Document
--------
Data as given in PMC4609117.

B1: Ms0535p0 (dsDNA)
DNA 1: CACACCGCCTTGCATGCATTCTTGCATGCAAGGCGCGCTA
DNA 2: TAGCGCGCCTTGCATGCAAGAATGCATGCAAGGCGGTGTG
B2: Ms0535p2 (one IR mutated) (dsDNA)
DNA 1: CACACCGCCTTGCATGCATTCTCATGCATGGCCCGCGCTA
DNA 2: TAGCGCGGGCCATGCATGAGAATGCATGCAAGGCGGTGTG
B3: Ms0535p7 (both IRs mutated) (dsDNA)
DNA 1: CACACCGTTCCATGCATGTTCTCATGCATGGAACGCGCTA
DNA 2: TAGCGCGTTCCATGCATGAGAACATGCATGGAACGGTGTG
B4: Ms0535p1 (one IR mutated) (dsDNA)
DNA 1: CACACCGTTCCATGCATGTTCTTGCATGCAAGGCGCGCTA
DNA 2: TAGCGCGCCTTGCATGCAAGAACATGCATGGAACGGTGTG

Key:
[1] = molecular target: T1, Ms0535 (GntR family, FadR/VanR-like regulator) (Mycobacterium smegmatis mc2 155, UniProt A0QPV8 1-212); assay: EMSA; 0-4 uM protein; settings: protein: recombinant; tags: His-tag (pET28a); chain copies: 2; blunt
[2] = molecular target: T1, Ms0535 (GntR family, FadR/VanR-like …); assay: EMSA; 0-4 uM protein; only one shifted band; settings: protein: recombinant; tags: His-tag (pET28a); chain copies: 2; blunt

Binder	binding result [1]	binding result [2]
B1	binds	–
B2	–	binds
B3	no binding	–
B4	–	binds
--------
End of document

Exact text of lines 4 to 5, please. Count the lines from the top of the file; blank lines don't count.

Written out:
DNA 2: TAGCGCGCCTTGCATGCAAGAATGCATGCAAGGCGGTGTG
B2: Ms0535p2 (one IR mutated) (dsDNA)